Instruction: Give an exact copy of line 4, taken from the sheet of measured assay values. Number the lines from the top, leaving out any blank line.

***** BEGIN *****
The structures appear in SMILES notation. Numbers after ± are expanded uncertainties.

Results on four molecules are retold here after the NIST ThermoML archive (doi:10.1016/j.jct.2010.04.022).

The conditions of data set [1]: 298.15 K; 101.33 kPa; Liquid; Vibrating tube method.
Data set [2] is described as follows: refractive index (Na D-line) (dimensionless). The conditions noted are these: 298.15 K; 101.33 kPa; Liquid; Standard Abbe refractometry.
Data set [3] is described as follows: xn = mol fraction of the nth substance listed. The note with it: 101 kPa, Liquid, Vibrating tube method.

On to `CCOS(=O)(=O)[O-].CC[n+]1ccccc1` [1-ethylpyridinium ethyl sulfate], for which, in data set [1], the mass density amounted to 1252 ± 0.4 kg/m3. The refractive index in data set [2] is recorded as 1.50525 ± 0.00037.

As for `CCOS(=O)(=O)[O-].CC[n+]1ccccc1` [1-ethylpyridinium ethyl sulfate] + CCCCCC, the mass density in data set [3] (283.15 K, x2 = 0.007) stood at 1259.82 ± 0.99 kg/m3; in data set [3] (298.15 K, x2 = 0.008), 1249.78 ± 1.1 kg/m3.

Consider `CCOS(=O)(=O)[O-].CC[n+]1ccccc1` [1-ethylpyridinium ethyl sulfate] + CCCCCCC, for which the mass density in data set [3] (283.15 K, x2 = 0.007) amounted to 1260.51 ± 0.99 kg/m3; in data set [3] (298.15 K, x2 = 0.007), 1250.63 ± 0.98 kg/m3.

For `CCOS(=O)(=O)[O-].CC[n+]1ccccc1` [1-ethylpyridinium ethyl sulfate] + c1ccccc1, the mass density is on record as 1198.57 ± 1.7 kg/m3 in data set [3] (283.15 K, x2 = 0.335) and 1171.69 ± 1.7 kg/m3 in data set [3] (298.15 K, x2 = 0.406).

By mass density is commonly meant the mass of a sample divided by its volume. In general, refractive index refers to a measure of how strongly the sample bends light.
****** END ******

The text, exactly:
Data set [2] is described as follows: refractive index (Na D-line) (dimensionless). The conditions noted are these: 298.15 K; 101.33 kPa; Liquid; Standard Abbe refractometry.